There has been a steady decline in the output of Darjeeling tea over the last few decades with production stagnating at around 8 million kgs over the last few years. The slopes of eastern Himalayas, is the only region in the world, where this tea with its unique muscatel flavour can be grown.
Output stood at 8.42 million kgs in 2014, rising to 8.69 million kgs in 2015 before dropping to 8.45 million kgs in 2016, official statistics show. According to Darjeeling Tea Association, output stood at 14 million kgs in 1991. There are some 87 operational tea estates in Darjeeling which grow and manufacture the leaves, most of which is exported .
Admitting that production has stagnated, Darjeeling Tea Association chairman Binod Mohan told The Hindu that climate-change impact, lack of technical support and inadequate region-specific or organic research were among factors at play leading to crop stagnation. Conversion to organic-cultivation in tune with international trends has also affected yield.
“ There is also large-scale absenteeism among the 60,000 strong workforce ( 60 % women),” Mr Mohan said, adding that the staff frequently abstain from work to attend to the horticulture crops, grown on small patches of land.” Darjeeling’s plantation area houses nearly four lakh people.
The industry is not only losing crop, but facing revenue-loss and most of the 35 companies with estates in Darjeeling make operational losses on the gardens. The high-cost of operations, coupled with un-remunerative prices especially for lower grades and the ageing bushes (average 75 years) have contributed to the current scenario, according to DTA officials.
Kaushik Basu, DTA, secretary general, said that with 55 per cent of the crop turning organic , production costs have risen with increased need for manpower and pest-management. He is also concerned about import of deceptively similar tea from Nepal, which is harming the industry.
The average production cost of the Darjeeling tea industry is round Rs 450 per kg. The fact that the erratic weather has mostly occurred during the peak `first-flush’ and `second- flush’ seasons (which yields the premium teas), has also affected earnings.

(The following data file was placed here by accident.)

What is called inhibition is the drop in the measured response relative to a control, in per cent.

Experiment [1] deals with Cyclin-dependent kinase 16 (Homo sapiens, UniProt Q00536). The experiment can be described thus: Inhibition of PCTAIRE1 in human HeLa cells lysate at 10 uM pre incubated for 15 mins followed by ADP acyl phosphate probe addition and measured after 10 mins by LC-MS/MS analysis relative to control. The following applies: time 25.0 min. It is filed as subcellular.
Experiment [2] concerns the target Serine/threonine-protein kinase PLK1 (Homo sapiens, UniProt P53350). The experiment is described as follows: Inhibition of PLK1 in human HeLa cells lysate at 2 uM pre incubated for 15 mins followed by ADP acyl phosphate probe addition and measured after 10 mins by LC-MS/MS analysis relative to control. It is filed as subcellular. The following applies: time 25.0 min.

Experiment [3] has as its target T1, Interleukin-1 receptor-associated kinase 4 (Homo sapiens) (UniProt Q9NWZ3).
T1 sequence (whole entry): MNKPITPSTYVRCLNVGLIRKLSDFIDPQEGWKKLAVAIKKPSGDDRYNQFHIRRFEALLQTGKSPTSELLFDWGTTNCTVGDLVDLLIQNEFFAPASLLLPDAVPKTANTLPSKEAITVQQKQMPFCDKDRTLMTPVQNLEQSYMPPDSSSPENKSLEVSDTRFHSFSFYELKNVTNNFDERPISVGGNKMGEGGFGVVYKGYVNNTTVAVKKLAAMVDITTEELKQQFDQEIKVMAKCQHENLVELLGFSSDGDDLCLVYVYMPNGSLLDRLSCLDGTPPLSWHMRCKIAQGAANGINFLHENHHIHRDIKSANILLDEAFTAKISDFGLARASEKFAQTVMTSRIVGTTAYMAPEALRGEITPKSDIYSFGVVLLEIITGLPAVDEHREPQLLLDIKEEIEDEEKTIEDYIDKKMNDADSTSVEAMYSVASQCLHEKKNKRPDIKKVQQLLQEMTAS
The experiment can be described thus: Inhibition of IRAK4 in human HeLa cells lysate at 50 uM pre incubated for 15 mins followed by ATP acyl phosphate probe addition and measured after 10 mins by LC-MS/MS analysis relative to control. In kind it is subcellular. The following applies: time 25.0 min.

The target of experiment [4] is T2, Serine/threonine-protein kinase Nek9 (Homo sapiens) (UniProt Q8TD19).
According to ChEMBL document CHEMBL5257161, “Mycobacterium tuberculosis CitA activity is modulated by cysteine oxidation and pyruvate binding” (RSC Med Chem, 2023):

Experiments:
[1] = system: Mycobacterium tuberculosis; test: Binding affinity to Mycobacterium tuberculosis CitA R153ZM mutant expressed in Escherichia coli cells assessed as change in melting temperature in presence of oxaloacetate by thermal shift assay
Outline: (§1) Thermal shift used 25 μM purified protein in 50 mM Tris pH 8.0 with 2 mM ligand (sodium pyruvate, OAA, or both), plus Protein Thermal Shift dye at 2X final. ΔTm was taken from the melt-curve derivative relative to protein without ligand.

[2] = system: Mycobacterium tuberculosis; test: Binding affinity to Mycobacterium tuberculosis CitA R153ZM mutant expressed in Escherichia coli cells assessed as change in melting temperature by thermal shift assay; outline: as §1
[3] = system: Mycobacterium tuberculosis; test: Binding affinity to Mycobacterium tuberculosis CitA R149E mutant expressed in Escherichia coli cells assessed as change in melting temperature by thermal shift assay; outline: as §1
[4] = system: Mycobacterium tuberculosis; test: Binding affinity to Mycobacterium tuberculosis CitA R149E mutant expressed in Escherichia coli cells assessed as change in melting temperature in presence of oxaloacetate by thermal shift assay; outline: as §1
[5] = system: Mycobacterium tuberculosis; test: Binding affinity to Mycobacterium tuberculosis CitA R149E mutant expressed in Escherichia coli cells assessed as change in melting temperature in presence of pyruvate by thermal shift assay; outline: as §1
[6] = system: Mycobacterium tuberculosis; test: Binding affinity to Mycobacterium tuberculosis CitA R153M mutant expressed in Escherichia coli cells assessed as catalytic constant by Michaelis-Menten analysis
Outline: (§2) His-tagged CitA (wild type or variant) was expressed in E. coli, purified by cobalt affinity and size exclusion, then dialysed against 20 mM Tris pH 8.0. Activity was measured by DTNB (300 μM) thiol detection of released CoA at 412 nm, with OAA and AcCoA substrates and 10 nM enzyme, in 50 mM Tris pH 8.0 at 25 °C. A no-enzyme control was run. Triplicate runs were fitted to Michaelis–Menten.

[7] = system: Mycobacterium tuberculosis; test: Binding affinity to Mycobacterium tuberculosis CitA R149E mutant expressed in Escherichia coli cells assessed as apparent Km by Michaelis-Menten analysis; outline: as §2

Harki Sidhu, Consulting Programme Co-ordinator, India, Rainforest Alliance, concurred that many grades of this exotic brew were selling below cost-of-production on quality-grounds. He however felt that the present cultivation-practices were equally to blame for the current state of affairs.
“ Declining soil-health, since the days of use of chemicals, is a major cause for concern .This coupled with the ageing bushes has led to quality drops and lower prices.. there is also loss of the top-soil due to indifferent weed-management practices.. the unique soil is being lost”, he rued.
“ That unique muscatel flavour comes from the micro-nutrients in the soil” he said, cautioning that industry will continue to lose crop, if it does not alter its current agri-practices.
Joydip Pukhan Tea Research Association Secretary said that TRA provides advisory services to the 70 member-estates. These pertain to the area of climate-change and the use of agro-chemicals. He said that the average yield is 470 kg/hectare.
Tea Board officials said that while there is no targeted programme for the Darjeeling tea industry, support is offered through the subsidy for replanation and rejuvenation of bushes. “We also provide support through subsidy for their orthodox tea output. GI protection is also given for the industry.” the official said.
Tea Board chairman P K Bezboruah said that the immediate task should be to get better prices for the lower grades (brokens and fannings) . Selling teas through auction will help price discovery.” Currently very little Darjeeling teas are sold through auction. EOM